Planting a Localscape

By Amanda Strack, Conservation Garden Park

There are five types of plants used in any home landscape, trees, shrubs, grasses, perennials, and groundcovers.  Using the right plants in the right places is the 5th and final step in creating a Localscape. To begin the planting design process, ask yourself what is the function that you wish the plants to fulfill?  Based on those needs select the appropriate plant and then arrange them accordingly.


Trees are the ceiling of any landscape.  They provide shade, create micro-climates, can deliver a passive solar effect, and offer privacy.  They don’t need to be watered as frequently as the lawn and can create maintenance and irrigation issues when they are grown with the lawn—so it’s best to avoid that practice when possible.  Trees should be planted at least six feet from fence lines and designed with their mature growth size in mind.  Arrange trees in the yard so that their shade can be utilized for seating or play areas.  Flowering trees add bursts of seasonal color and evergreens provide year-round interest.

Shrubs are the backbone of the landscape.  Their frames are left standing during the winter months when all perennials have died back, making the presence of shrubs imperative.  When selecting shrubs, focus first on the height, width, and light requirements of the plant and match them to the space available.  The secret to a “designer” landscape is foliage more than flowers.  Shrubs are a great place to explore contrast between leaf colors and shape and then the flowers will provide an exciting bonus.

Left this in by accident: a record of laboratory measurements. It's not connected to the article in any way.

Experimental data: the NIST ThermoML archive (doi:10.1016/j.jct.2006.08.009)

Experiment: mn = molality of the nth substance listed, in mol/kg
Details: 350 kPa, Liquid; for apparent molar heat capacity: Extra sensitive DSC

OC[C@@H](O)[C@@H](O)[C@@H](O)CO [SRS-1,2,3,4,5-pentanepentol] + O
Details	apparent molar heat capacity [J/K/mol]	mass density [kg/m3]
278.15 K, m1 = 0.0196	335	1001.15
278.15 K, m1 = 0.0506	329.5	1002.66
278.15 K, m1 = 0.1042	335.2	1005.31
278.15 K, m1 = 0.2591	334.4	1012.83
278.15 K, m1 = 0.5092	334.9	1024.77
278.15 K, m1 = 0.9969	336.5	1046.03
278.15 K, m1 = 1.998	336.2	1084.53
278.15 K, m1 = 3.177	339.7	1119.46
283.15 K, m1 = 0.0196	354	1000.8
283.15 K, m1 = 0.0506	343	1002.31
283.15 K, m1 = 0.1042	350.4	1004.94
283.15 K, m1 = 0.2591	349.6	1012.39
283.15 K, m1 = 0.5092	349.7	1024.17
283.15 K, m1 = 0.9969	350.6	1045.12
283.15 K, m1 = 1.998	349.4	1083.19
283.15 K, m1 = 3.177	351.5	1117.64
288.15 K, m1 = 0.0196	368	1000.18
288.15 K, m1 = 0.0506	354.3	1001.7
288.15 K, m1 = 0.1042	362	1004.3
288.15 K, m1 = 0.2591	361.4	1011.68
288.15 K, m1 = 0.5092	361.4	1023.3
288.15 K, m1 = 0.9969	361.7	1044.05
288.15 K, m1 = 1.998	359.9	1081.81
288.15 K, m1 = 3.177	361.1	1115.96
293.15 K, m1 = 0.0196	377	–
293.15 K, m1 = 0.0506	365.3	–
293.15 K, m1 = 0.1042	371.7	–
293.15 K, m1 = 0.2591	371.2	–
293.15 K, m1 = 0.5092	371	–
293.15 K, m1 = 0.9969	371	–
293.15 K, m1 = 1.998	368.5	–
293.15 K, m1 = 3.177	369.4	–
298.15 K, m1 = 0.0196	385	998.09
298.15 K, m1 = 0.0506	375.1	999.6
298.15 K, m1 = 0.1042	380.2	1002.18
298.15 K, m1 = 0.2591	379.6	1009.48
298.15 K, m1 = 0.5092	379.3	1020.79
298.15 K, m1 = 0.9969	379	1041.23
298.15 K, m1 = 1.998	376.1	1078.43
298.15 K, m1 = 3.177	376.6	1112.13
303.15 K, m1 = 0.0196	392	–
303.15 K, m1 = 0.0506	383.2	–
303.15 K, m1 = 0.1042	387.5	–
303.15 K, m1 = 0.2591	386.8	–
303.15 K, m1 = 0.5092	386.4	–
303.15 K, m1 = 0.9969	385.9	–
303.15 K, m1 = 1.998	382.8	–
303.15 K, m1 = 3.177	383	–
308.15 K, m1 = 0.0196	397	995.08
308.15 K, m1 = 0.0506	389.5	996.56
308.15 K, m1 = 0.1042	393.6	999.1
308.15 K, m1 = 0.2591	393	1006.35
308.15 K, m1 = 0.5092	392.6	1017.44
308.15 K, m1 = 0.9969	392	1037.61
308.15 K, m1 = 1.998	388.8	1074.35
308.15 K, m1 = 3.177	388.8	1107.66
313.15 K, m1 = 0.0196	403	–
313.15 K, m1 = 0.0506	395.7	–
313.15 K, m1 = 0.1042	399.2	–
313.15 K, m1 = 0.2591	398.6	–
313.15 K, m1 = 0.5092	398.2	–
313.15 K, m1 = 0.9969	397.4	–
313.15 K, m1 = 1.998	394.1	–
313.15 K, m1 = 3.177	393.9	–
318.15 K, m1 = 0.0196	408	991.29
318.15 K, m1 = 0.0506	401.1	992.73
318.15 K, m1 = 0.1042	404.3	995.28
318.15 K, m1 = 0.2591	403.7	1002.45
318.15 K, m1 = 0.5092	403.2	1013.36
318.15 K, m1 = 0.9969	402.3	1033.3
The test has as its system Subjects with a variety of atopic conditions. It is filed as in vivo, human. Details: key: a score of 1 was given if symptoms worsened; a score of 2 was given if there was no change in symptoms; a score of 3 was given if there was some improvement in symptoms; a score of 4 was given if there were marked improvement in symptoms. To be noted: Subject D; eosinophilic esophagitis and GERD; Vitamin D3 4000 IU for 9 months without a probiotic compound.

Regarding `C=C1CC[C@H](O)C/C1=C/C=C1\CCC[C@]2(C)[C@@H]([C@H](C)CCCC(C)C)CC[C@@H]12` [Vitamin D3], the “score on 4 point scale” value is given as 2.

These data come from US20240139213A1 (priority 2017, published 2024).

Use shrubs around the perimeter of the landscape to create a sense of separation from the neighbors and around the foundation of the house to soften edges and frame in windows and doors.  Plant shrub groupings in odd numbers for best effect.


Ornamental grasses are a wonderful way to add movement and structure to your landscape.  Their seed heads provide food for foraging animals.  Grasses, like shrubs belong in the background of the landscape unless they are shorter than three feet.  Remember that as your eye moves around the landscape you want to be able to see all around so for this purpose, tallest plants remain in the back.

Perennials are the remainder of the plants in the landscape.  Select them for their bloom time, flower color, fragrance, height, and water requirement.  Perennials belong in the foreground unless they are taller than three feet.  They can border walk ways, lawn areas, gathering areas, and activity zones.  They are the best choice for the plants in the park strip as well.  These too should be used in repetition and in odd numbered arrangements.  Use the same colors in bursts throughout the landscape.  You don’t have to use the same plant everywhere but use plants with similar colors so you create uniformity and cohesiveness in the landscape.

Groundcovers are the carpet of the landscape.  Groundcover offers texture, softening of hardscaped areas, and a cooling effect to the ground.  They can be used as a living mulch or even as a no mow lawn.  Use in park strips, under trees, bordering walk ways, and throughout planter beds.  Wherever you use them, give them plenty of space to spread and enjoy the outcome.

Plant selection part can feel overwhelming but remember that if a plant doesn’t work in a specific area, it can always be moved to another.  For more planting ideas, follow the Conservation Garden Park on Facebook.